Ask yourself this question: Would you design and merchandise a mall kiosk the way you would a big-box store? Most people would say “no,” but that’s exactly what retailers often are doing when it comes to implementing a mobile shopping experience.
To set the stage, let’s look at how a handful of popular retailers tackled the down economy by following their markets into airports. Retailers as diverse as Gap, H&M, Bass Pro Shop and Vera Bradley have learned the new smaller turf requires new rules. For example:
- Rushed customers mean few dressing rooms and a focus on things that don’t need to be tried on, like accessories and shirts instead of pants and skirts;
- Smaller stores require a focus on the popular and basic items, not a wide selection;
- Smaller entrances mean window displays get tossed aside for wider aisles and easier access with rolling luggage; and
- Travelers are starting to plan their shopping around trips through airports as retailer presence increases.
The airport retail experience is so different that the retailers often hire experts in airport store design and management to run these locations for them.
There are a handful of important similarities between the size challenges of designing a mobile shopping experience and an airport shopping experience:
- The mobile experience is space-constrained. It’s obvious, but because the field of view is so small, there is much more need for scrolling, panning and clicking to find what you want. As a result, mobile shoppers view about half the number of pages as the average desktop shopper.
- Mobile shoppers are time-constrained. On average, they spend one-third as much time on a site as desktop shoppers.
- Mobile shoppers are task-oriented and goal-driven, so much so, in fact, that if the shopping experience isn’t designed for a mobile device, half of these shoppers believe it means the retailer doesn’t care about their business.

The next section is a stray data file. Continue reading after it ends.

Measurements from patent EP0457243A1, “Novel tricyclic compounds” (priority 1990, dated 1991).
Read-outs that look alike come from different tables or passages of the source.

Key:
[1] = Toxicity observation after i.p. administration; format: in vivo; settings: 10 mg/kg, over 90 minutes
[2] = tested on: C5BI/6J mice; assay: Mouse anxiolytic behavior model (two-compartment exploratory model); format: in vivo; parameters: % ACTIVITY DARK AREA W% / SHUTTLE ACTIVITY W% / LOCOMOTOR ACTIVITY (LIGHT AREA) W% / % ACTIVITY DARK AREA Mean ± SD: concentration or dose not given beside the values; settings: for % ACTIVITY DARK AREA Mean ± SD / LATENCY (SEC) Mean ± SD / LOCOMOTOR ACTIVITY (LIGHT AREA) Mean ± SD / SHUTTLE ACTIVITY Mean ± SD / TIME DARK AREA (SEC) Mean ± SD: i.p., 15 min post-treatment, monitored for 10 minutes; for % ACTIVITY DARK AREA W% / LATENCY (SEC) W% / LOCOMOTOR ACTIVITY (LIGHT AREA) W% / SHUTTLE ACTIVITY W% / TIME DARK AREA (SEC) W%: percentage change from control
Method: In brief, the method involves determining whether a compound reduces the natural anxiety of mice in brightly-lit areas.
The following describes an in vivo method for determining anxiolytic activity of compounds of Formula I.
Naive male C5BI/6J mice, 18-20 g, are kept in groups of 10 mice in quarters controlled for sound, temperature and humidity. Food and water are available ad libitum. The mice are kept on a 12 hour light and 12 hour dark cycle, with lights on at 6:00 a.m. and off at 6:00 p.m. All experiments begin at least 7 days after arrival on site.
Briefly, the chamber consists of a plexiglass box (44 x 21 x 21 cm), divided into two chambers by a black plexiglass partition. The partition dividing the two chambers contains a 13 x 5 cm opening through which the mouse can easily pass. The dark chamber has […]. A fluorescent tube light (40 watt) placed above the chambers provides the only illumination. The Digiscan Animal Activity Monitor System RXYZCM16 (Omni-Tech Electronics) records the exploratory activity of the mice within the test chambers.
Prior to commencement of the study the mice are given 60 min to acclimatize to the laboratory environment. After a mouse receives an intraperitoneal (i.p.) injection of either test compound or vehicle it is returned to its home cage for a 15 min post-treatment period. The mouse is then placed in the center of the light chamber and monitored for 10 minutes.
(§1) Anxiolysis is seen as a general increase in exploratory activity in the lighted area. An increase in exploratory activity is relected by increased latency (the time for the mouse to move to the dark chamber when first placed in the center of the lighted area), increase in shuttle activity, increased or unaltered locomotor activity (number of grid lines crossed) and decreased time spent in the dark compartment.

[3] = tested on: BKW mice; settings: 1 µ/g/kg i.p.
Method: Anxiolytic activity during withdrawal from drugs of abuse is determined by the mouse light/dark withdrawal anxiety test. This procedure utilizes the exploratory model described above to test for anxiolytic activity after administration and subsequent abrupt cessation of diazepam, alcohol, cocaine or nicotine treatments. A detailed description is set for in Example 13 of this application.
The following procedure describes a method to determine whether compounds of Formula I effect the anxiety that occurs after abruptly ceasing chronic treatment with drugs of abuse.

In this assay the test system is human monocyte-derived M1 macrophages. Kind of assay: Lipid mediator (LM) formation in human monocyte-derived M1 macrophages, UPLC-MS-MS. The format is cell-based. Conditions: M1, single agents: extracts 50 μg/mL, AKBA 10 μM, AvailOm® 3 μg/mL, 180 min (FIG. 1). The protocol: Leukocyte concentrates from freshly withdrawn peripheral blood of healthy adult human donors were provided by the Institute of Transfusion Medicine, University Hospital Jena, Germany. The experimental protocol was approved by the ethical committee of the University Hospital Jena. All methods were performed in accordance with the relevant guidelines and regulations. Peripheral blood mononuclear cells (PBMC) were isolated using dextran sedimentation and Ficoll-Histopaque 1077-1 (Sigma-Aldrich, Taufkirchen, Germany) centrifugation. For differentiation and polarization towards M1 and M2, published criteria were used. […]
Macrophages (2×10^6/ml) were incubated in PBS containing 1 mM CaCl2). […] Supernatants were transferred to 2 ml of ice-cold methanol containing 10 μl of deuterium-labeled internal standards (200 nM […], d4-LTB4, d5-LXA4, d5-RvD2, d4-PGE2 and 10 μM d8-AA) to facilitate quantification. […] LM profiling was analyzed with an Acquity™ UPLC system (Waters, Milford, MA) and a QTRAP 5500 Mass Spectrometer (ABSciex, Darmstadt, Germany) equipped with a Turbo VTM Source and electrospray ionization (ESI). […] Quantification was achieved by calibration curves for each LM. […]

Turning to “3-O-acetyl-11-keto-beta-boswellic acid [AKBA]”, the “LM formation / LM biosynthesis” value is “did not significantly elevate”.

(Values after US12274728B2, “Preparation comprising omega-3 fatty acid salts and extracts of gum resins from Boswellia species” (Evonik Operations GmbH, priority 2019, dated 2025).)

Now it should be easy to see why cramming the entire desktop-oriented site into a mobile experience is counter productive. Mobile experience design is truly a case of “less is more.” Like the airport experience, the mobile experience has to offer the shopper fewer options, and if they are the right options, they will make for more satisfied customers.
How do you determine what content, inventory, functionality and capabilities should make the cut?
Review your existing site analytics and isolate the behavior of mobile users. This may sound obvious, but it is an often-overlooked gem.
Start with the obvious stats: bounce rates, bounce pages, favorite pages by visits, favorite pages by time, exit pages, etc. Try to picture what they are doing. Are they model hunting or bargain hunting; browsing and learning or comparing and evaluating? Where are they leaving and for what possible reasons? Throw away conventional browser-based wisdom about why these findings are the way they are. Free your mind, and imagine their story.
Talk To Customers
Talk to customers who have used your mobile experience. Use one-on-one conversations, not focus groups. Ask what they are usually trying to accomplish. It’s not always to buy something on the spot. Don’t just ask them what they want or don’t want in a mobile experience. They may not know, and may feel pressured to just tell you something. Instead, have them show you how they go about trying to accomplish their tasks and what trips them up. Then ask whether or not your mobile experience improved their perception of your brand.
Define very specifically what user behavior and actions you need most to help drive your company’s business strategy and goals. Obviously it starts with sales, but what kind? Initial purchases, incremental purchases and follow-on purchases, repeat purchases, purchases of specific product lines? Determine where the path ends. What about providing service, before or after the sale? Do you want them to bring others into the purchase decision or do you want them to tell others about the purchases they’ve made?
The answer is not yes, yes, yes and yes. Some of these options will align better with corporate strategy than others. Some things that customers want (or your competitors are doing) won’t align with strategy at all. In that case, why be compelled to give it to them?
Limiting the content and functionality of the mobile experience — and freeing your mind from tying it to the desktop version — allows you to develop something truly exceptional. While choosing what to eliminate is difficult, it can make your customers much more loyal and profitable in the long run.